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Date:      Tue, 5 May 2020 12:17:54 +0200
From:      Johan Hendriks <joh.hendriks@gmail.com>
To:        freebsd-questions@freebsd.org
Subject:   Re: Networking Routing Firewalling
Message-ID:  <b2e05d11-5c0d-08c8-c063-737a4d87c895@gmail.com>
In-Reply-To: <CY4PR19MB16558D8B8076AEB6710DFC90F9A70@CY4PR19MB1655.namprd19.prod.outlook.com>
References:  <CY4PR19MB16558D8B8076AEB6710DFC90F9A70@CY4PR19MB1655.namprd19.prod.outlook.com>

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Op 05-05-2020 om 03:39 schreef Brandon helsley:
> I don't always get a response but while I'm getting a little more familiar with networking and jails, especially from absolute freebsd and these mailing lists I thought I would ask a few questions.
>
> First of all, what are some beginner networking tasks I could complete while getting familiar?
>
> Second, if I'm only using one network interface card at a time, are there still networking tasks I can complete and build a stronger connection to the internet with?
>
> Third, if learning to use ping and route but don't quite undserstand it's application yet. If I set up dns and dhcp can I set up a third ip that's ipv6 for the hell of it?
>
> Sent from Outlook Mobile<https://aka.ms/blhgte>;
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Getting into networking is something you learn by doing it and doing it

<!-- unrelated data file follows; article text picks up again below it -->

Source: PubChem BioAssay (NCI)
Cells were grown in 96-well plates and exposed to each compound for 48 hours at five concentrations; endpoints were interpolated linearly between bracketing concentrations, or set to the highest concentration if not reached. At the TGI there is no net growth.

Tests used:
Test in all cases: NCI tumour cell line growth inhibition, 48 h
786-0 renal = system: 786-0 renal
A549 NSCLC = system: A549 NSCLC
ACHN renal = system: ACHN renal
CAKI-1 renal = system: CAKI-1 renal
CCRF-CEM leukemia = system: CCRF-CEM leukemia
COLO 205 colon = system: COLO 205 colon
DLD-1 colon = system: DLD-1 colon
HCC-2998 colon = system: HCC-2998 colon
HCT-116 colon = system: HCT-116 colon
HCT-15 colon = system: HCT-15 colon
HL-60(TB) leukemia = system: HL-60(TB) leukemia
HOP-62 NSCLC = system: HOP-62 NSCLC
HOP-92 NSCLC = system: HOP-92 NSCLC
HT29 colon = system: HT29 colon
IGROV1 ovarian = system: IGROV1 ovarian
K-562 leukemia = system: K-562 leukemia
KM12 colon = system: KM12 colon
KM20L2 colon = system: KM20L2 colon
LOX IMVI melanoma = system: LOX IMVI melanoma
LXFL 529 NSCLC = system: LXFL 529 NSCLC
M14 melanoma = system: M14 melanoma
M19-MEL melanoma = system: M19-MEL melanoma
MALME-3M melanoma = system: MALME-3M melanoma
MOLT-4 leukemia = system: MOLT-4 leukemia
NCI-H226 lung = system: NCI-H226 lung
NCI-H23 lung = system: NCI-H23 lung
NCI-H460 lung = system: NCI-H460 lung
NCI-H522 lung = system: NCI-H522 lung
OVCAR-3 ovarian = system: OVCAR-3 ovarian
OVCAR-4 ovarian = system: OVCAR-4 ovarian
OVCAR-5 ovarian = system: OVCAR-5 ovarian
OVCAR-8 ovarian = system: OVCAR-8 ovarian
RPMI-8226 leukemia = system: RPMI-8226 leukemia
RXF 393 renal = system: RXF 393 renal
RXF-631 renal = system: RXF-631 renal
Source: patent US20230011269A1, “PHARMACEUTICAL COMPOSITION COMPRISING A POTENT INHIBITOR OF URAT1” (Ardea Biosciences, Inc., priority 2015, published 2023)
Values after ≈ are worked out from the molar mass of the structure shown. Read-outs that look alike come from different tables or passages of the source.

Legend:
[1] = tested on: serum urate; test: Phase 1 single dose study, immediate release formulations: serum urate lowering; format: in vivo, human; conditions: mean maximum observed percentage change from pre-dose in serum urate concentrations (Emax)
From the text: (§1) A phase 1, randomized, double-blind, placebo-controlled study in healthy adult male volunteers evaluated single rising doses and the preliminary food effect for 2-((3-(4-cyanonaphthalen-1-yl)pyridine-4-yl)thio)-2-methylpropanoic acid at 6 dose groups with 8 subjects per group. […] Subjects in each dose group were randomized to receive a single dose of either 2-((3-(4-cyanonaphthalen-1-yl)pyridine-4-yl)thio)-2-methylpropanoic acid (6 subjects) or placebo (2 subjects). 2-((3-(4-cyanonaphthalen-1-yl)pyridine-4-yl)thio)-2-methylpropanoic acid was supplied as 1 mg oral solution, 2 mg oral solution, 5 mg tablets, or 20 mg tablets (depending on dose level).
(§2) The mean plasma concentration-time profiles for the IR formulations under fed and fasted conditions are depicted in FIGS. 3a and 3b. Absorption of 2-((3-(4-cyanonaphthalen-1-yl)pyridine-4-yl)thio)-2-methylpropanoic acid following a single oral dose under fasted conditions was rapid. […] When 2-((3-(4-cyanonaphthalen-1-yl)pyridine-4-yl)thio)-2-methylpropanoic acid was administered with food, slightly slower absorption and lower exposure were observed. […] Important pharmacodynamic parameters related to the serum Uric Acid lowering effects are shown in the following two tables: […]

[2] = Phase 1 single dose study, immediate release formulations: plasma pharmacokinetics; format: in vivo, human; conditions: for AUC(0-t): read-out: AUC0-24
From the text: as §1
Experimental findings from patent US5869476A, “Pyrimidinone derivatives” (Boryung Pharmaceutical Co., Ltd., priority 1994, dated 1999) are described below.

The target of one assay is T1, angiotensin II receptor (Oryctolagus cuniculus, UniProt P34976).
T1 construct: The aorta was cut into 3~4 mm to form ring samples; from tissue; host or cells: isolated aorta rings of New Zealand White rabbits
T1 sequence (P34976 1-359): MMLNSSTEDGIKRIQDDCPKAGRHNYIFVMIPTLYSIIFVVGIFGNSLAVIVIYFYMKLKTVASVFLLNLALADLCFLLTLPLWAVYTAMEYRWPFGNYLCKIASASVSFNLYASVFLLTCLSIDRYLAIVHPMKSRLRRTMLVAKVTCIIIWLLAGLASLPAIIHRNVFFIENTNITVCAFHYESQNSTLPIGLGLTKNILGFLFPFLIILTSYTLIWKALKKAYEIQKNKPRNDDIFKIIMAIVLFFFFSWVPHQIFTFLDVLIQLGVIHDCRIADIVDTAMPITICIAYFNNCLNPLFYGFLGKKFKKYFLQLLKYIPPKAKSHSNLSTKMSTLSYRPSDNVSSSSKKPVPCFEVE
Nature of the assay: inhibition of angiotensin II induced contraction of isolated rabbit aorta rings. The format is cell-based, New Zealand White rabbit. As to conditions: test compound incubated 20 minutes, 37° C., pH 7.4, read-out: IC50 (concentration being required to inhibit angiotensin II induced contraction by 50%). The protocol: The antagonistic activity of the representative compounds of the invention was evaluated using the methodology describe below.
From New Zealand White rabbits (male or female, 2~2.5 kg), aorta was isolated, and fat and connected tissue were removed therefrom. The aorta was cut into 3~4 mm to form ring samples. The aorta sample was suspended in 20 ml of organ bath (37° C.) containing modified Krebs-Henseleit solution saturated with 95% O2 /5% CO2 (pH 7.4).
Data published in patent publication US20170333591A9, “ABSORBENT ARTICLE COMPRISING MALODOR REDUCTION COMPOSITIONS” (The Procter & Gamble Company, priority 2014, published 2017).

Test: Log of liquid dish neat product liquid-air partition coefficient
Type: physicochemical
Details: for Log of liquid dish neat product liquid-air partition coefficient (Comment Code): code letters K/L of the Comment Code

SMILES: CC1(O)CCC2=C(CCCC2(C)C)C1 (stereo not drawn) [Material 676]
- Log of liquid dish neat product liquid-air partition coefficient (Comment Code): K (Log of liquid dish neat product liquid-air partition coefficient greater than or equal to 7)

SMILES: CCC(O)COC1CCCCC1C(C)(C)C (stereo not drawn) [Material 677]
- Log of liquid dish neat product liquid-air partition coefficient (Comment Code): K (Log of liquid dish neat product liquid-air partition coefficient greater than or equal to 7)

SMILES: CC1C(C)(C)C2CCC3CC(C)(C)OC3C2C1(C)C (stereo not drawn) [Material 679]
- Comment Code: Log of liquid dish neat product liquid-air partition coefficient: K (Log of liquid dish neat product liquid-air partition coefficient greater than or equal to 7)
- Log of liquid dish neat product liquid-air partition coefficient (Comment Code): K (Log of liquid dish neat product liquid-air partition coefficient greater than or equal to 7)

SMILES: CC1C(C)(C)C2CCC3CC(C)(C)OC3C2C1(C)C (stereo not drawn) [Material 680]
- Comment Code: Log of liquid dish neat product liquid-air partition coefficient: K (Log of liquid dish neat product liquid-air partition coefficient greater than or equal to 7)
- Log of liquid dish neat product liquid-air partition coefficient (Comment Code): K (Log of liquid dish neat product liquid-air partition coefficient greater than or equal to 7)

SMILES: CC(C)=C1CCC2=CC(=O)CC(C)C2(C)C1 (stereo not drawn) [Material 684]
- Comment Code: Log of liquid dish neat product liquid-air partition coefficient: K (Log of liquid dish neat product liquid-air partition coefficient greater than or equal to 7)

a lot.
Beginner networking tasks are setting up a network between two or more 
machines all in the same network like 192.168.0.0/24.
Then try to put them in there own network and use route to let them talk 
to eachother. like one machine in 192.168.0.0/24 and the second machine 
in 192.168.1.0/24 and so on.

Then you can try to get things working using smaller network segments 
like 192.168.0.1/29 and a network of 192.168.0.8 /29 and so on and make 
sure they do not overlap and let them communicate, test with ping.

The second question is somewhat unclear to me.
Do you have multiple Nics in your machine? If so, you can use the second 
NIC for testing.


The third question, ping is just a basic tool you can use to test basic 
network functionality.
route is a tool to make sure that your network knows where to go if it 
needs to go to an address not in your own network.

DNS is not so much networking, it just resolves names to IP addresses. 
DHCP you can use to give hosts an IP address instead of giving them a 
static one.

You can give an NIC or any interface like a bridge or a epair an ipv6 
address.

Here is an nice article about networking

https://issue.freebsdfoundation.org/publication/?m=33057&i=651491&p=19&ver=html5

Good luck.





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